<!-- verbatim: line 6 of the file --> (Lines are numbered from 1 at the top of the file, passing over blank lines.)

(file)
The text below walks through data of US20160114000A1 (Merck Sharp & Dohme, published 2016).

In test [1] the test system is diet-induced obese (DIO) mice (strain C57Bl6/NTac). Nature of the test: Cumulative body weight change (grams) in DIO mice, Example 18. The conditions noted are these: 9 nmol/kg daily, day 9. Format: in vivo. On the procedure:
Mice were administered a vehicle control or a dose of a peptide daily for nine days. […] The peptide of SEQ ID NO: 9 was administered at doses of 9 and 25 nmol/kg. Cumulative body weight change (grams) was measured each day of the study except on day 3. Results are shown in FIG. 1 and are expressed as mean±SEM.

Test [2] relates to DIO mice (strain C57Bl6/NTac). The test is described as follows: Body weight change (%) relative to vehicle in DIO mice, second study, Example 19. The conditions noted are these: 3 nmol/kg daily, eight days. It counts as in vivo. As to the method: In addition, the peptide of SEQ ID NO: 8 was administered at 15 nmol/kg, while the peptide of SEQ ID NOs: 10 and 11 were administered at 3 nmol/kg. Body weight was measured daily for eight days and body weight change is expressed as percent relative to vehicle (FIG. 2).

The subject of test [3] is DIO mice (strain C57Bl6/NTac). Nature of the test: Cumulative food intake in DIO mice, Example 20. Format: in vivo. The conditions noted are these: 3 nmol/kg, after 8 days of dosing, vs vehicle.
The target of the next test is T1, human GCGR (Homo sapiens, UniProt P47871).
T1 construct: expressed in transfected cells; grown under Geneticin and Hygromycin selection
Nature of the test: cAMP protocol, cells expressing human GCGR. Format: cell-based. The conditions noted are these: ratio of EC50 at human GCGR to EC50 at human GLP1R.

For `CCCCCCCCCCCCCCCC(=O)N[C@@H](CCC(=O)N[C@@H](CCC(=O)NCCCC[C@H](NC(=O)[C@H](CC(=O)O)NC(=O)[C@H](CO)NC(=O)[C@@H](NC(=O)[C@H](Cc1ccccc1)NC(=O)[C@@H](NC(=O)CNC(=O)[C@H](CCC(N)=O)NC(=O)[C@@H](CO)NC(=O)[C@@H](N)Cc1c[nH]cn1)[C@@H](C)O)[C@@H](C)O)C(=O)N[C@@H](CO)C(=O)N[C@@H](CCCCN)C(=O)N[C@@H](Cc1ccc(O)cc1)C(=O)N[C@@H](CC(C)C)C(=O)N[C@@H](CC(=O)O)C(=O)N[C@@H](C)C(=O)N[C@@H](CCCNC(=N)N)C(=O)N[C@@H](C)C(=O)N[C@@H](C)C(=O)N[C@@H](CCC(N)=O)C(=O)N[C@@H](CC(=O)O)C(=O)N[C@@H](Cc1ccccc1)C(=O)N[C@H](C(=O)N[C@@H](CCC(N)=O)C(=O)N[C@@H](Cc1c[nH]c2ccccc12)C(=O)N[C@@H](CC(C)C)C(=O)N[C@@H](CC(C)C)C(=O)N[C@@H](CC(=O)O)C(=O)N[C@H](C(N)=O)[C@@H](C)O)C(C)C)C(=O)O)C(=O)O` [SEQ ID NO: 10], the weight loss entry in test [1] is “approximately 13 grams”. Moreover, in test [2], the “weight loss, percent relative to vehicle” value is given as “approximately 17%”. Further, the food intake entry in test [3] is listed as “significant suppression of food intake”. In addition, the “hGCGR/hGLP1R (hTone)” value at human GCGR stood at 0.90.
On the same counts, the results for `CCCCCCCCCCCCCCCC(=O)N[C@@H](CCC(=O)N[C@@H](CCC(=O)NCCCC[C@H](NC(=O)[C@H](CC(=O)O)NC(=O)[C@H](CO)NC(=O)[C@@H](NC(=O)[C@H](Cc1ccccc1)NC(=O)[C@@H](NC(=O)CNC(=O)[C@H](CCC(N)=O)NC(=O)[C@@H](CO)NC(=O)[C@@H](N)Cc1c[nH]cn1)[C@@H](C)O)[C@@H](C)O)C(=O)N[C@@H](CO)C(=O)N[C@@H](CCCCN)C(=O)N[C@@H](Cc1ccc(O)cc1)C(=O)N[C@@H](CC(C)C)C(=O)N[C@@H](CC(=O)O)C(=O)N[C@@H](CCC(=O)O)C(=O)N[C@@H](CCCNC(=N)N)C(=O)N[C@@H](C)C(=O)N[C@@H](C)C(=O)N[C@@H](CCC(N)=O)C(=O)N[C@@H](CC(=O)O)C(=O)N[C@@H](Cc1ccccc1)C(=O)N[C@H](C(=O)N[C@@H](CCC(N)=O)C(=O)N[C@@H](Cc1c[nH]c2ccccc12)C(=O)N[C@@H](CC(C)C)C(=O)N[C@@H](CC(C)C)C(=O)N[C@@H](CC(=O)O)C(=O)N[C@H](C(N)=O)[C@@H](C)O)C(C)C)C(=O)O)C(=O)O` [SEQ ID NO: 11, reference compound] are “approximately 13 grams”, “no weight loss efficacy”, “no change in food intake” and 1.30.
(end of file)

The target of the next test is T1, human GCGR (Homo sapiens, UniProt P47871).